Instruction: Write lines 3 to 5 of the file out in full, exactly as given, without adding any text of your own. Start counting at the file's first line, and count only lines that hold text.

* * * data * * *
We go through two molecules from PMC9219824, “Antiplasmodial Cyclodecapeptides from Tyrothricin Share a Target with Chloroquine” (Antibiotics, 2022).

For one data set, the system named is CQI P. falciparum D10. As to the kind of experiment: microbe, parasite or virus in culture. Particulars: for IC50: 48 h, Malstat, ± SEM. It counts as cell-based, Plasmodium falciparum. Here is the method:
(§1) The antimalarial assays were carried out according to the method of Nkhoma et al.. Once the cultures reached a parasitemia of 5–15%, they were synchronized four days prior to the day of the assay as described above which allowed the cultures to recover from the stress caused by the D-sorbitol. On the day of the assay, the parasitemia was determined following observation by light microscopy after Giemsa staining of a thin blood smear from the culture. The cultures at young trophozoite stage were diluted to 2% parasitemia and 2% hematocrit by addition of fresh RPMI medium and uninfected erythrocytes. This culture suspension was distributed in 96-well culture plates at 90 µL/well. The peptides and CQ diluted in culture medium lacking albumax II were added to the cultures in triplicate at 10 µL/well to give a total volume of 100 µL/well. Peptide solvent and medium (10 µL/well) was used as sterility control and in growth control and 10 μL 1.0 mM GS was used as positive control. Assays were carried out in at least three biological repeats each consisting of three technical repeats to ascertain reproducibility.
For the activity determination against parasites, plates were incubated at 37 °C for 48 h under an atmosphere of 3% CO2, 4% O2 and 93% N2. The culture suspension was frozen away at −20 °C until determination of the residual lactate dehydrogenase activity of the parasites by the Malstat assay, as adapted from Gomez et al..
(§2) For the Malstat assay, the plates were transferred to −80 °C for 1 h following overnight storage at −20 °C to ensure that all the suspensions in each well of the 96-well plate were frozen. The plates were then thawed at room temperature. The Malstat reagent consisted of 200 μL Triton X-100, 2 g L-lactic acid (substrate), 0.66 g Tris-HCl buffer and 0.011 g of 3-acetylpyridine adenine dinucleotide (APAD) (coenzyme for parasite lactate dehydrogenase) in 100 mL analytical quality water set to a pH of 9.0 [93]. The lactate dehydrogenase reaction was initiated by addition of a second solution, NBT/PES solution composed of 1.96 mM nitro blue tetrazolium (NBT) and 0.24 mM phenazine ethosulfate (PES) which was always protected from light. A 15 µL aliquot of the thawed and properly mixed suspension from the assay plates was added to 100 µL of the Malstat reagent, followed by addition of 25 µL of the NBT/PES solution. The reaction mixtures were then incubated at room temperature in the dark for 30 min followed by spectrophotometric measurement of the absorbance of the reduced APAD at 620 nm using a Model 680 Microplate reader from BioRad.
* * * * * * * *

(§1) The antimalarial assays were carried out according to the method of Nkhoma et al.. Once the cultures reached a parasitemia of 5–15%, they were synchronized four days prior to the day of the assay as described above which allowed the cultures to recover from the stress caused by the D-sorbitol. On the day of the assay, the parasitemia was determined following observation by light microscopy after Giemsa staining of a thin blood smear from the culture. The cultures at young trophozoite stage were diluted to 2% parasitemia and 2% hematocrit by addition of fresh RPMI medium and uninfected erythrocytes. This culture suspension was distributed in 96-well culture plates at 90 µL/well. The peptides and CQ diluted in culture medium lacking albumax II were added to the cultures in triplicate at 10 µL/well to give a total volume of 100 µL/well. Peptide solvent and medium (10 µL/well) was used as sterility control and in growth control and 10 μL 1.0 mM GS was used as positive control. Assays were carried out in at least three biological repeats each consisting of three technical repeats to ascertain reproducibility.
For the activity determination against parasites, plates were incubated at 37 °C for 48 h under an atmosphere of 3% CO2, 4% O2 and 93% N2. The culture suspension was frozen away at −20 °C until determination of the residual lactate dehydrogenase activity of the parasites by the Malstat assay, as adapted from Gomez et al..
(§2) For the Malstat assay, the plates were transferred to −80 °C for 1 h following overnight storage at −20 °C to ensure that all the suspensions in each well of the 96-well plate were frozen. The plates were then thawed at room temperature. The Malstat reagent consisted of 200 μL Triton X-100, 2 g L-lactic acid (substrate), 0.66 g Tris-HCl buffer and 0.011 g of 3-acetylpyridine adenine dinucleotide (APAD) (coenzyme for parasite lactate dehydrogenase) in 100 mL analytical quality water set to a pH of 9.0 [93]. The lactate dehydrogenase reaction was initiated by addition of a second solution, NBT/PES solution composed of 1.96 mM nitro blue tetrazolium (NBT) and 0.24 mM phenazine ethosulfate (PES) which was always protected from light. A 15 µL aliquot of the thawed and properly mixed suspension from the assay plates was added to 100 µL of the Malstat reagent, followed by addition of 25 µL of the NBT/PES solution. The reaction mixtures were then incubated at room temperature in the dark for 30 min followed by spectrophotometric measurement of the absorbance of the reduced APAD at 620 nm using a Model 680 Microplate reader from BioRad.